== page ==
Congressional Budget Office Announces D-Day for US Economy

( – The US Congress has until sometime between July and September to raise the debt ceiling; otherwise, the United States would have to default or delay its debt payments, the Congressional Budget Office (CBO) has estimated.

The Treasury Department had previously said the deadline for passing a debt limit increase would be early June. However, the new estimate of the CBO, a nonpartisan agency in the US Congress, extends that by weeks or possibly months.

Last month, the US government reached the $31.4 trillion debt ceiling. However, the Treasury Department has resorted to “extraordinary measures,” allowing it to raise extra funds without exceeding the limit.

With the Senate in Democrats’ hands and Republicans in control of the House of Representatives, a bipartisan deal would be needed to raise the debt ceiling. However, it is still early in the making since the GOP demands budget-balancing cuts in exchange for approving a new ceiling.

“If the debt limit remains unchanged, the government’s ability to borrow using extraordinary measures will be exhausted between July and September 2023,” the Congressional Budget Office said on Wednesday, as cited by The National Review.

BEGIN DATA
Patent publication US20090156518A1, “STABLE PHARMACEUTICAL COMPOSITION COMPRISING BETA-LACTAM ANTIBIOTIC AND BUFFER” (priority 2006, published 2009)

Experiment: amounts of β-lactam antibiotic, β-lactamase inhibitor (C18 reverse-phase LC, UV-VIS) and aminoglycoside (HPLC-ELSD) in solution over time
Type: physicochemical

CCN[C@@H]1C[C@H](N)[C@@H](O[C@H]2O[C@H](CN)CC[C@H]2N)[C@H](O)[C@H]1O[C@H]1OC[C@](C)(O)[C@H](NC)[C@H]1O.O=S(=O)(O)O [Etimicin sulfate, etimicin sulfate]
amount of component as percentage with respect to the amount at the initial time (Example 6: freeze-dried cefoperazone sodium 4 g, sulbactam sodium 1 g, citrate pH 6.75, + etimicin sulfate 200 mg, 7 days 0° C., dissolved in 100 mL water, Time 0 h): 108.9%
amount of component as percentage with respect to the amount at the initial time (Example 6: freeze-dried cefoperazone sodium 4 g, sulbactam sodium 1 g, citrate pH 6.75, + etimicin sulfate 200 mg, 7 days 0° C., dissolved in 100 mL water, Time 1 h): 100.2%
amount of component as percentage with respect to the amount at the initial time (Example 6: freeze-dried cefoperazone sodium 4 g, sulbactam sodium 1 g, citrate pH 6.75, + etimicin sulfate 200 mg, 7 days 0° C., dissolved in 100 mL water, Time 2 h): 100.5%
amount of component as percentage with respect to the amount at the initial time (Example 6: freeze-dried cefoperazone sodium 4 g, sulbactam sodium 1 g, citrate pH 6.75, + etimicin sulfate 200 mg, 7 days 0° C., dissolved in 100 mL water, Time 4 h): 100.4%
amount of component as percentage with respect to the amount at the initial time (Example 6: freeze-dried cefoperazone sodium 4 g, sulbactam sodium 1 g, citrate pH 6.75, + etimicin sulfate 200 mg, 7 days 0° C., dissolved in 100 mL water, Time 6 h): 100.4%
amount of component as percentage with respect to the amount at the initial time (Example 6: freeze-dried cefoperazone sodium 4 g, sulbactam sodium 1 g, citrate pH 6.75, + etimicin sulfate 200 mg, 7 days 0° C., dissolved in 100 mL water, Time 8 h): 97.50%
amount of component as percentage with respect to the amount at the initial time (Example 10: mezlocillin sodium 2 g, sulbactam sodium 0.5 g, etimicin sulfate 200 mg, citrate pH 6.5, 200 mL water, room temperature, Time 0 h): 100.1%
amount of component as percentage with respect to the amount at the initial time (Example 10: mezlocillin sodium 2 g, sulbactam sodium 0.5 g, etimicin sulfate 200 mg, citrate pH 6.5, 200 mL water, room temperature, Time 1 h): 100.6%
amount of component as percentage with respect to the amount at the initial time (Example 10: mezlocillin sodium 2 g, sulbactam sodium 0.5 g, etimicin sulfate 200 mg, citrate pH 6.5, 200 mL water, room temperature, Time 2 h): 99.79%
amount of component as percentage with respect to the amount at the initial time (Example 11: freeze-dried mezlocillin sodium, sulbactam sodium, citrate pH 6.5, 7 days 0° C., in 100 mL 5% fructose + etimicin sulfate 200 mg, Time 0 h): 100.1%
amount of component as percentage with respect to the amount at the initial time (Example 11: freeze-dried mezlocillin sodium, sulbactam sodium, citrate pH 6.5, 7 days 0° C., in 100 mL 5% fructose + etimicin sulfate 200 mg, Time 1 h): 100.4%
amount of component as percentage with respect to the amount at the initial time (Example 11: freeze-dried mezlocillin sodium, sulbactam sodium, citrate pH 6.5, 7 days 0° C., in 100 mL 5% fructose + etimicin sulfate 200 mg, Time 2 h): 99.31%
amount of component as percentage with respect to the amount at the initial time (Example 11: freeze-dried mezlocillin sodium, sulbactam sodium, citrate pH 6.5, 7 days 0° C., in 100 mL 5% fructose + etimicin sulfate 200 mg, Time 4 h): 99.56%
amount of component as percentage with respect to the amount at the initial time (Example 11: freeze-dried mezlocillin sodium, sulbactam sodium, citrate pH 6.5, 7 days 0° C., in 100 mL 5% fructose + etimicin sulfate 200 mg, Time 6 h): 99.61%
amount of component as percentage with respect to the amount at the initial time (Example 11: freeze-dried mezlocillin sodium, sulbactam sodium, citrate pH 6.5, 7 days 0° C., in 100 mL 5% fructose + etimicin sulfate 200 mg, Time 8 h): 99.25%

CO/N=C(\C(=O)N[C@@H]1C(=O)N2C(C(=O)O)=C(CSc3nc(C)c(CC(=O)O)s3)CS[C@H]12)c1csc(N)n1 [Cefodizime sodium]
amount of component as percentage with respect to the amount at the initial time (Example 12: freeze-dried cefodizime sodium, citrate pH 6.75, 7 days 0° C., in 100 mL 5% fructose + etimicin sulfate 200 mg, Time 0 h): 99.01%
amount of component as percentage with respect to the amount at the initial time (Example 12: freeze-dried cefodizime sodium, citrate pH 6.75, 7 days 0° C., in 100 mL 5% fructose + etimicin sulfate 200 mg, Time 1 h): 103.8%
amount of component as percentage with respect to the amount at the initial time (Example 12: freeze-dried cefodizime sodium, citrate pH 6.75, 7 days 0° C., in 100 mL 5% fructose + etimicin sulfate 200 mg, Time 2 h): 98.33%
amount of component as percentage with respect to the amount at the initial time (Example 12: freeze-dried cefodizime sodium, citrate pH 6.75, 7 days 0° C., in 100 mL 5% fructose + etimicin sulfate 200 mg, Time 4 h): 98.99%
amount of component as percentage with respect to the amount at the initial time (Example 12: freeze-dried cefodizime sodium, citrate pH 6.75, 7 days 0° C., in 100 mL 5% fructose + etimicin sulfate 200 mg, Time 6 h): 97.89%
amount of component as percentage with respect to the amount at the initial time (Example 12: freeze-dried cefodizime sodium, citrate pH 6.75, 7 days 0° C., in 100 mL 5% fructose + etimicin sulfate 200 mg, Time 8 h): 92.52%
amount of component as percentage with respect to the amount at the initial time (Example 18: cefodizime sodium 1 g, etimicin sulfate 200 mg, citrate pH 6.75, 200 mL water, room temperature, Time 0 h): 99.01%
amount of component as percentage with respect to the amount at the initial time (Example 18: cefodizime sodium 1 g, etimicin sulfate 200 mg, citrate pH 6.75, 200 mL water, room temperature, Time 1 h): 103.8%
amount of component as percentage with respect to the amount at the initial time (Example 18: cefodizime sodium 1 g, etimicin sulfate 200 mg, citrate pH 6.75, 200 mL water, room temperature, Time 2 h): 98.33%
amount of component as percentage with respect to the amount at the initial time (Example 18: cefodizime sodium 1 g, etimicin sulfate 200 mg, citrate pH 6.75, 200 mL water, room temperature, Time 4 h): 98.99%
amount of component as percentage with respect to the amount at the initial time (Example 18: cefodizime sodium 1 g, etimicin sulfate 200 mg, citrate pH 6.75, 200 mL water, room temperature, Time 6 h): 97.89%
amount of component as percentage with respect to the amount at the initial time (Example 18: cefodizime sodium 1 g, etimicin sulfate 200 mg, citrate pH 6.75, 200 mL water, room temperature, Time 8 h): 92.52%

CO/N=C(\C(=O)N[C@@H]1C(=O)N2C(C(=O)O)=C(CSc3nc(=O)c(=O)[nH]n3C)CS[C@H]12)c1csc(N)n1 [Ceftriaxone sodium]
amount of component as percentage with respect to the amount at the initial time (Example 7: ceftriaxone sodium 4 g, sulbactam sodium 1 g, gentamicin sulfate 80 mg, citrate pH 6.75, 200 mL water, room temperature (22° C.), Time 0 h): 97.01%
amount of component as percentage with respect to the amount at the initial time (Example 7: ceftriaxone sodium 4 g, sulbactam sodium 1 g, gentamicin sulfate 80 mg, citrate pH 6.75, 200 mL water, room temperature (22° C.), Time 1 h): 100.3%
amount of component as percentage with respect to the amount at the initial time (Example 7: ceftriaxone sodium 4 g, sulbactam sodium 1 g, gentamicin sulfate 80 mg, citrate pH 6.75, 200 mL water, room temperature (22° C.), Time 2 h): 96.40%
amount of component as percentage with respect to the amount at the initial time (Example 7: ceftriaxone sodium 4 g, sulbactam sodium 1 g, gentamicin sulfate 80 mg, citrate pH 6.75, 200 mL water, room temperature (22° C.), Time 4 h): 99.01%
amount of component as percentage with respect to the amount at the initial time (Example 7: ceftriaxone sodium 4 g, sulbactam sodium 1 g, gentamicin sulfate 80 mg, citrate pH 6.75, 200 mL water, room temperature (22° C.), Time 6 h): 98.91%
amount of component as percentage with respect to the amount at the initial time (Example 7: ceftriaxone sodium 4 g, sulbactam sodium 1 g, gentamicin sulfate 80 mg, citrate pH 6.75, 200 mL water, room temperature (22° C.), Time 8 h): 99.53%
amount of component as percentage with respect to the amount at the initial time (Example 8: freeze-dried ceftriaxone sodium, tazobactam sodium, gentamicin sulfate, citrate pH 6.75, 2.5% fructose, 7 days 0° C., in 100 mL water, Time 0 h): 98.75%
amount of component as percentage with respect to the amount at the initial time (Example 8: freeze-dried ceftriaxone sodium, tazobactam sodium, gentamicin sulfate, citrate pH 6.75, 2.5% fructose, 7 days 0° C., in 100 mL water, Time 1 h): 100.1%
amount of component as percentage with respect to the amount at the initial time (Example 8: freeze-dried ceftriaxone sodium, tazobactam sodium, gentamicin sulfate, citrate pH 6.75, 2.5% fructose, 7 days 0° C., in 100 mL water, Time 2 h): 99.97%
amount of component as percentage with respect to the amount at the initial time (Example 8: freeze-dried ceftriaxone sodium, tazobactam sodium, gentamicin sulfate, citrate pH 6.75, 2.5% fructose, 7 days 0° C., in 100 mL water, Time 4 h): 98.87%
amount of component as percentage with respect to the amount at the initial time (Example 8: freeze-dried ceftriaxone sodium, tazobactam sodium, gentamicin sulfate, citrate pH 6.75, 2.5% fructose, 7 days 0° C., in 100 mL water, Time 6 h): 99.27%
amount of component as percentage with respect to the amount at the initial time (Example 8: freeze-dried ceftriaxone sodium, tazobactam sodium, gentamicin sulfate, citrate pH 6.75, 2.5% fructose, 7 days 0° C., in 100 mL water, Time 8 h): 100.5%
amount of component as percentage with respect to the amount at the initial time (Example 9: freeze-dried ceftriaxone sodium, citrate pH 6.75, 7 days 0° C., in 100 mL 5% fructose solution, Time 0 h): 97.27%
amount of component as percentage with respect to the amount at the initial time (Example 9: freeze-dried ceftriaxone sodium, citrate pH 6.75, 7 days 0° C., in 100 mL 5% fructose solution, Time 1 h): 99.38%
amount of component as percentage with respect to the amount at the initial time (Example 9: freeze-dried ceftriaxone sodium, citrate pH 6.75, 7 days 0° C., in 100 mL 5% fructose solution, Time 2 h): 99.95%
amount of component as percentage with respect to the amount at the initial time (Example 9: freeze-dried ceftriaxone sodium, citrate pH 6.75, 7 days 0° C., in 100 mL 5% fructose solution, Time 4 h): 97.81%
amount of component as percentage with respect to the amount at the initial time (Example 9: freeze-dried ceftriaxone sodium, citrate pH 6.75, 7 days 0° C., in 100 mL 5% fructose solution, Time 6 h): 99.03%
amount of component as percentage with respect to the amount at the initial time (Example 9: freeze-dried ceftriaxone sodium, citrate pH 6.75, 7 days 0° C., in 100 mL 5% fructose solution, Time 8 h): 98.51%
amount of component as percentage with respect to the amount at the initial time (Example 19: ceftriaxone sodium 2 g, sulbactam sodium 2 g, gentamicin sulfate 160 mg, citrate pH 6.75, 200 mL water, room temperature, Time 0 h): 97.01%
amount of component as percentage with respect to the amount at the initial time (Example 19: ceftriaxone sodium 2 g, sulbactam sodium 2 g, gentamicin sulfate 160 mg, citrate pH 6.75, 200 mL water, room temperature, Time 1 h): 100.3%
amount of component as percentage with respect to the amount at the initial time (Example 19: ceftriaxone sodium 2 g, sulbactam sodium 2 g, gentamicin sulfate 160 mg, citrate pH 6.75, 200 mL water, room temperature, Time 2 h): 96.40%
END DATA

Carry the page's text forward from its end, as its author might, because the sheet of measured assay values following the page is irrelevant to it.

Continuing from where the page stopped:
The report notes there is no fixed date when the US government will “run out of money” because of tax revenue and spending fluctuations in the next few months. D-Day will arrive later if there is more tax income and less spending.

“If the debt limit is not raised or suspended before the extraordinary measures are exhausted, the government would be unable to pay its obligations fully,” CBO stated.

“As a result, the government would have to delay making payments for some activities, default on its debt obligations, or both,” the warning added.

Earlier, the legislative branch’s budget watchdog released revised projections for America’s budget deficit. Over the next ten years, the CBO projects cumulative deficits of $20 trillion. That is projected to amount to $1.4 trillion in the 2023 fiscal year, which started on October 1, 2020.

If the debt ceiling D-Day comes earlier, that could be ahead of the August recess for the US Congress, a timing that could motivate the lawmakers to cut a deal.

If the US government remains afloat for longer, the battle over a debt ceiling agreement could spill over into the following year’s budget debates, with the fiscal year ending on September 30.

In the latter scenario, the could be a double fight in the fall – over a deal to raise the debt ceiling and an agreement to keep funding the federal government to avoid a shutdown.

The report predicts that the significance of such a combination of fiscal battles would be enough to break the political impasse. In that case, the GOP may be able to force budget cuts upon the Biden administration, and the Democrats may be able to claim they avoided direct debt ceiling concession.